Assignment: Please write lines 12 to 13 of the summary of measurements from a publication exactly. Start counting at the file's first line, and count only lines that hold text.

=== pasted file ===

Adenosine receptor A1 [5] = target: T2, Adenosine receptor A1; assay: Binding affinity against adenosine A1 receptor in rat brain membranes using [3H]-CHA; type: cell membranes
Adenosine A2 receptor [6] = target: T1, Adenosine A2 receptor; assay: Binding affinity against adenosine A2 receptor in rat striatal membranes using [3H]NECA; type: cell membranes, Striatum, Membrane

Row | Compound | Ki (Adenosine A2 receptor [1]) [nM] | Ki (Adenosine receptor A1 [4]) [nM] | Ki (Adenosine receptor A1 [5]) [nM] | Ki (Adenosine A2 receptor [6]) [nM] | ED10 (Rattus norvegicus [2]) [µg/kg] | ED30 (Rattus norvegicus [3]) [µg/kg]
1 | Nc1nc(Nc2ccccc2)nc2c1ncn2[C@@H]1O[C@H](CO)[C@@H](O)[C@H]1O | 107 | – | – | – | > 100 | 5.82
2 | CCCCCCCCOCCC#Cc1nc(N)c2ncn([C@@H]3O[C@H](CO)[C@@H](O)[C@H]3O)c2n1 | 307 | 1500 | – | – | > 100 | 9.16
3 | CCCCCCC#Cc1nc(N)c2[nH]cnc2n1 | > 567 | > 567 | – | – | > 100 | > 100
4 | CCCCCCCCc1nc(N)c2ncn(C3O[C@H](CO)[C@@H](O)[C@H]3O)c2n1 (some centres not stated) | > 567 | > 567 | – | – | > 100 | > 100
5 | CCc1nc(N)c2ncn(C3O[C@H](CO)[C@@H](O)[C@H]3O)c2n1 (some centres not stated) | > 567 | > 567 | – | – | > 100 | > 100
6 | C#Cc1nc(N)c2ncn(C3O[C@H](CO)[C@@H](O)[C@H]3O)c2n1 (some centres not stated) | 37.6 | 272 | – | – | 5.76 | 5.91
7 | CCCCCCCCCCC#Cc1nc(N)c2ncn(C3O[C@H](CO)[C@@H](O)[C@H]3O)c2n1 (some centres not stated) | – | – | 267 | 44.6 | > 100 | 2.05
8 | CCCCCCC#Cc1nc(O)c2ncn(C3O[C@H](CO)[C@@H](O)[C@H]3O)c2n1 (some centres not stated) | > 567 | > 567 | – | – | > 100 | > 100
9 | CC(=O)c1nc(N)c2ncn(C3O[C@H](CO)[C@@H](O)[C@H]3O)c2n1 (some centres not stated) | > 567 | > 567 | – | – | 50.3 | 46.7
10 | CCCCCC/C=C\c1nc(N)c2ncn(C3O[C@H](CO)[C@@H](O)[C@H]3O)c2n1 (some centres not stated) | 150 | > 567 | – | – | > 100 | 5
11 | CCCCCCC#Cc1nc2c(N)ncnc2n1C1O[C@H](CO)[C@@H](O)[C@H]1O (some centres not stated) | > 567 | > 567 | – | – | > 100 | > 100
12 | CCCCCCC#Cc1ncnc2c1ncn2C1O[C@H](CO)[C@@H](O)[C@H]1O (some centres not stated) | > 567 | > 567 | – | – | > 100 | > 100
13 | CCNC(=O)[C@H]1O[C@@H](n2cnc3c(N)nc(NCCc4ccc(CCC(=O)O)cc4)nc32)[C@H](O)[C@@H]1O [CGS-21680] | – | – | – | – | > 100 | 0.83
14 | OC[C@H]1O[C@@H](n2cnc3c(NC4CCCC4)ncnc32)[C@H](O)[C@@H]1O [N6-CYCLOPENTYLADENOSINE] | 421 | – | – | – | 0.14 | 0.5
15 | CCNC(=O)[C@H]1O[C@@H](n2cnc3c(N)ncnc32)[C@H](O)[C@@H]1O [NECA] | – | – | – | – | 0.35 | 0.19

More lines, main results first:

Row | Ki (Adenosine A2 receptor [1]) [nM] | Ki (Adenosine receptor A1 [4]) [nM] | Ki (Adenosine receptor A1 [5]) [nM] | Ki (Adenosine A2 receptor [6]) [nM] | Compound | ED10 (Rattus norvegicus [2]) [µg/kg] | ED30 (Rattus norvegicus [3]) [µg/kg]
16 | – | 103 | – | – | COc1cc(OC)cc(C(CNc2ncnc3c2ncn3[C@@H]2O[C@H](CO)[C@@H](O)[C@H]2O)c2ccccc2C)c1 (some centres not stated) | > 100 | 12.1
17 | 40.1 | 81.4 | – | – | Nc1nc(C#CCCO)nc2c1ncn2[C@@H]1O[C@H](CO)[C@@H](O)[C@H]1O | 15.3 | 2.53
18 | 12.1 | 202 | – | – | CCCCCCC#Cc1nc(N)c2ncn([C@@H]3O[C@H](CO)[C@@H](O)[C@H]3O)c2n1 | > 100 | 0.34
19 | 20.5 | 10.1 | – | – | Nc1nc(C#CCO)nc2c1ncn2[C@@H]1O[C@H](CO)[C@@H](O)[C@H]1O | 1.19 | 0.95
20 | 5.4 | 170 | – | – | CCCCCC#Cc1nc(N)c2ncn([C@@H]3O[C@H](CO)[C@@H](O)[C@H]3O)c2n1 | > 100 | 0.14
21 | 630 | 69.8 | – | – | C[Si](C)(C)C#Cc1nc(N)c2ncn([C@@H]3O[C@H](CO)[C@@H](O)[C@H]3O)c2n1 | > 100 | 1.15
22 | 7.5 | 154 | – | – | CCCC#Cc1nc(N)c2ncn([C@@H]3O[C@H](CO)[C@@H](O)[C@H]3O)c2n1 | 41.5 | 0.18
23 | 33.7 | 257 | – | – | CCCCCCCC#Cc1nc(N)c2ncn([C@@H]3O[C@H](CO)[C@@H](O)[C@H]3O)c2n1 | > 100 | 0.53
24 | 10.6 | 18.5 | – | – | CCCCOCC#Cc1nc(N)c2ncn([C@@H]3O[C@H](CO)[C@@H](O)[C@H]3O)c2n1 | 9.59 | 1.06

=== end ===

9 | CC(=O)c1nc(N)c2ncn(C3O[C@H](CO)[C@@H](O)[C@H]3O)c2n1 (some centres not stated) | > 567 | > 567 | – | – | 50.3 | 46.7
10 | CCCCCC/C=C\c1nc(N)c2ncn(C3O[C@H](CO)[C@@H](O)[C@H]3O)c2n1 (some centres not stated) | 150 | > 567 | – | – | > 100 | 5